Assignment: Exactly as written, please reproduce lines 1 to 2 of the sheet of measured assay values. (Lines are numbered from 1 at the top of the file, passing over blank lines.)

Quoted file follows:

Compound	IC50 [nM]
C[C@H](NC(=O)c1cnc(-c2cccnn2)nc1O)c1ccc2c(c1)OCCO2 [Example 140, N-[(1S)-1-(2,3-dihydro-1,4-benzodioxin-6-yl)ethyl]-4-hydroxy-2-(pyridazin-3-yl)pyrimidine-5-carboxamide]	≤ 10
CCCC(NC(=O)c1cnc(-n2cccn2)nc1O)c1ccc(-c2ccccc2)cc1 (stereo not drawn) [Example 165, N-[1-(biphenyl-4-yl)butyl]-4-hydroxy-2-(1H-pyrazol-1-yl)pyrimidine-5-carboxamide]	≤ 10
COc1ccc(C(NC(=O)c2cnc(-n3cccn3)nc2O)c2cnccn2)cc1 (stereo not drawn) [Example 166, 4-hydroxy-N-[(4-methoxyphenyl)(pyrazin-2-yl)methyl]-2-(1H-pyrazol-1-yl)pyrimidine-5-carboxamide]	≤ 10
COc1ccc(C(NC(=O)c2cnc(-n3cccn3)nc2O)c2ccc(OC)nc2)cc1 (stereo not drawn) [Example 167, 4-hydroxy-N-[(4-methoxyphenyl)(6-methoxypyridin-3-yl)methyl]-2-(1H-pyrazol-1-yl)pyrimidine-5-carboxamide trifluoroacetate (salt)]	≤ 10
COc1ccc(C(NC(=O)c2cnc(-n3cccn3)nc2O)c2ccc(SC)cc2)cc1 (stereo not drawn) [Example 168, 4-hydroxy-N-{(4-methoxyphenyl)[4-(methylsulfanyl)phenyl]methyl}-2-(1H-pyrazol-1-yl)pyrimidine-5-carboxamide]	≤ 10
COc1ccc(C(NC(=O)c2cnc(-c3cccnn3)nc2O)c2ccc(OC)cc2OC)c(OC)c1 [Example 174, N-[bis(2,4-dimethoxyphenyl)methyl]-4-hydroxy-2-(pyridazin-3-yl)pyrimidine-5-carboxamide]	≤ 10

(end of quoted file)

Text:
Compound	IC50 [nM]
C[C@H](NC(=O)c1cnc(-c2cccnn2)nc1O)c1ccc2c(c1)OCCO2 [Example 140, N-[(1S)-1-(2,3-dihydro-1,4-benzodioxin-6-yl)ethyl]-4-hydroxy-2-(pyridazin-3-yl)pyrimidine-5-carboxamide]	≤ 10